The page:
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Lotus Eclat
Lotus Éclat 2.2, Bad König.jpg
ManufacturerLotus Cars
Also calledLotus Sprint (USA)[1]
AssemblyHethel, Norfolk, England
DesignerOliver Winterbottom
Body and chassis
ClassSports car
Body style2-door coupe
LayoutFront-engine, rear-wheel-drive
RelatedLotus Elite
Transmission4 or 5-speed manual
Wheelbase2,438 mm (96.0 in)
Length4,458 mm (175.5 in)
Width1,816 mm (71.5 in)
Height1,194 mm (47.0 in)
Curb weight1,055 kg (2,326 lb)
SuccessorLotus Excel

The Lotus Eclat (Type 76 and Type 84) is a front engine rear drive coupe automobile built from 1975 to 1982 by Lotus Cars. It was based on the Lotus Elite but had a fastback body style which offered more practicality with storage in the boot (trunk), albeit with less headroom above the rear seats. The car was initially to be called the "Elite Coupe".[2] The lower half of the fibreglass bodywork was actually identical to that of the Elite.[3]

Description and history

The Eclat Series 1 (1975–1980) was announced in October 1975.[4] It used a 1973 cc 160 hp (120 kW) Lotus 907 Slant Four engine. Later cars (1980–1982) used a larger 2174 cc Lotus 912 engine, however, because of emission regulations modifications it still only produced 160 hp (120 kW). It did, however, produce more torque and thus improved the car's performance. Both were versions of the Lotus 900 series engine series, which was also used in naturally aspirated and turbo charged versions in the Lotus Esprit.

Early cars either had a four speed Ford gearbox or the five speed gearbox derived by Lotus from Austin Maxi components. Later cars used a Getrag five speed gearbox. Some cars (524) were fitted with three-speed automatic gearboxes. The Eclat had disc brakes at the front, and inboard drum brakes at the rear. Air conditioning and power steering were offered as options. The different equipments of the Series 1 cars were called 520, 521, 522, 523, and 524. The 520 has a four-speed transmission, a Ford bolt pattern, steel wheels, and smaller brakes. The remainder of the range have a 114.3 mm bolt pattern, the same disc brakes as the Elite, and GKN alloy wheels. They also received a twin exhaust and various other comfort items such as a clock and a cigar lighter. The 522 added power steering and the 523 also received air conditioning. The 524 is like the 523 but with the automatic transmission. Some other cars were also fitted with the automatic, and Lotus accommodated a variety of changes to the cars. There were also sporty versions of the 520 and 521 called the Eclat Sprint, with a black-and-white paint job, an oil cooler, and a variety of other performance upgrades.[3] Approximately 1500 examples of the Eclat were produced.[1]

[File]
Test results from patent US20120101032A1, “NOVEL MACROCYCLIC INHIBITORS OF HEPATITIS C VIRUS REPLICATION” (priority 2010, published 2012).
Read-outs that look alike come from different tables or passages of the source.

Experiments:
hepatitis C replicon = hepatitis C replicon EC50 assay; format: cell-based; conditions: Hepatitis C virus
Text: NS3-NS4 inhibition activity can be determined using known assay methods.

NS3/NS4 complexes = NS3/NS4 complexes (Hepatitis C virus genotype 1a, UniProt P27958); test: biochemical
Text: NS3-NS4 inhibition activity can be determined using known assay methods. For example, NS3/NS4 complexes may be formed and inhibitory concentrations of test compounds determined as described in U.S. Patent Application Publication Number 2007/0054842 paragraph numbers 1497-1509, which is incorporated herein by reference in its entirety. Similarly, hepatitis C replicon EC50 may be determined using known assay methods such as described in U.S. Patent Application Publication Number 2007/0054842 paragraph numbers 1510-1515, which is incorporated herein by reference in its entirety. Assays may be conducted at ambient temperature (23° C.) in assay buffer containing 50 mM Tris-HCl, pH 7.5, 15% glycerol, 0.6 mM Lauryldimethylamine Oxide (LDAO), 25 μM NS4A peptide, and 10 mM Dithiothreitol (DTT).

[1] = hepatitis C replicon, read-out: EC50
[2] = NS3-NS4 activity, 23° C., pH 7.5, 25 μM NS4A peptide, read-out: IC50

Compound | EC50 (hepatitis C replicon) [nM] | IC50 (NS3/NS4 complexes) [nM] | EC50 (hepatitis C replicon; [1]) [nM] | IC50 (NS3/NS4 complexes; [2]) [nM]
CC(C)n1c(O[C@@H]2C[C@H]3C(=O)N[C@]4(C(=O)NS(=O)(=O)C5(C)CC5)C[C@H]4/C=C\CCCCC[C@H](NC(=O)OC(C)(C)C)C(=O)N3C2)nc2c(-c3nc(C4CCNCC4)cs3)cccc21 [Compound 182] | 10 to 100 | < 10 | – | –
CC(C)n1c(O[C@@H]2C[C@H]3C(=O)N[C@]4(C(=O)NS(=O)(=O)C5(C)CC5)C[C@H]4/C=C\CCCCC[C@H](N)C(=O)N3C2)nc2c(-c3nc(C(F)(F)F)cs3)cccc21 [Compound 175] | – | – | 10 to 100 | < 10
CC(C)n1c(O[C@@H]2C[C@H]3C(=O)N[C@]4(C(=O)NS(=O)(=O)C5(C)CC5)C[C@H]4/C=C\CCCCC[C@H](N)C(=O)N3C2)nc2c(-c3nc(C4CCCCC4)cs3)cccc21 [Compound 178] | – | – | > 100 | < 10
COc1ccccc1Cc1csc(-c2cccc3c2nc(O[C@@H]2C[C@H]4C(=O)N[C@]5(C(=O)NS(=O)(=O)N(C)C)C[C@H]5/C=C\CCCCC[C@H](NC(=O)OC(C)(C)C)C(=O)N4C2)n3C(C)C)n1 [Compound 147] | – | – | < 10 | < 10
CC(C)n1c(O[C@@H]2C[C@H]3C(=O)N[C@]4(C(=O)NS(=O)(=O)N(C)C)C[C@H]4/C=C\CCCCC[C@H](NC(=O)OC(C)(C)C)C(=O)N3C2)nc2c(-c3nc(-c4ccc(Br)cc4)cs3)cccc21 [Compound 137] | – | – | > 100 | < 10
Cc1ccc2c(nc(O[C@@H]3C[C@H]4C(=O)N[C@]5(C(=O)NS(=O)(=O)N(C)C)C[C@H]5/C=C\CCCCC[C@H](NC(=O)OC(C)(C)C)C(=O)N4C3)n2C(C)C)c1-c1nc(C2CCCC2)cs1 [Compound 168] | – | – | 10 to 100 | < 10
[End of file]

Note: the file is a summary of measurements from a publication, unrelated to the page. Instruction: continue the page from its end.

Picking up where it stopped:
The original mild steel chassis fitted by Lotus had a strip of felt fitted between body and the steel crossmember of the chassis. In damp climates, the felt became a water trap and caused structural corrosion, resulting in a crumbling rear chassis. Chassis replacement was initially not cost effective on the Eclat and Elite, and in consequence resale values suffered. Series 2 cars were fitted with a galvanised chassis as standard and a large number of Series 1 vehicles have had replacements fitted, which are usually galvanised.


The car was well received by the motoring press, which praised the car's handling and grip.[citation needed] The fuel consumption was also considered reasonable at the time, in comparison with the larger and multi cylinder engines used in competitor GT cars.

Eclat Riviera

In 1981 Lotus introduced the Type 84, called the Lotus Eclat S 2.2 Riviera.[5] This model, which was available for two years, came with a removable roof panel, aircon, vented bonnet and rear spoiler.[1] Production totaled 223 units.

Eclat Excel

In 1982, the Eclat was developed into the Eclat Excel (later badged simply as the Lotus Excel), which used the same engine, but a modified version of the chassis, altered bodywork, and Toyota gearbox, driveline, and brakes.

Surviving cars

As at November 2017, 639 Eclats are still registered in the United Kingdom, but this figure includes all of the later Lotus Excels, which were registered as Eclats (allegedly to save the cost of a new Type Approval). About 197 of the 639 are Eclats and about 38 of these are taxed for use on public roads.[6]



  1. ^ a b c Peter Hingston, The Enthusiasts' Guide to Buying a Classic British Sports Car, 2007, page 90
  2. ^ Robson, Graham (1993). Lotus Since the 70s: Volume 1: Elite, Eclat, Excel and Elan. Motor Racing Publications. ISBN 9780947981709.
  3. ^ a b C. R. (June 1977). "The Lotus Eclat Sprint: Sheer exhilaration from remarkable performance and handling". Motor Sport. Vol. LIII no. 6. p. 30.
  4. ^ Lotus Eclat at Earls Court today. The Times, Wednesday, 15 October 1975; pg. 4; Issue 59527
  5. ^ "Lotus Eclat".
  6. ^ "Lotus Eclat". Retrieved 14 November 2017.
This page was last edited on 15 April 2019, at 02:30
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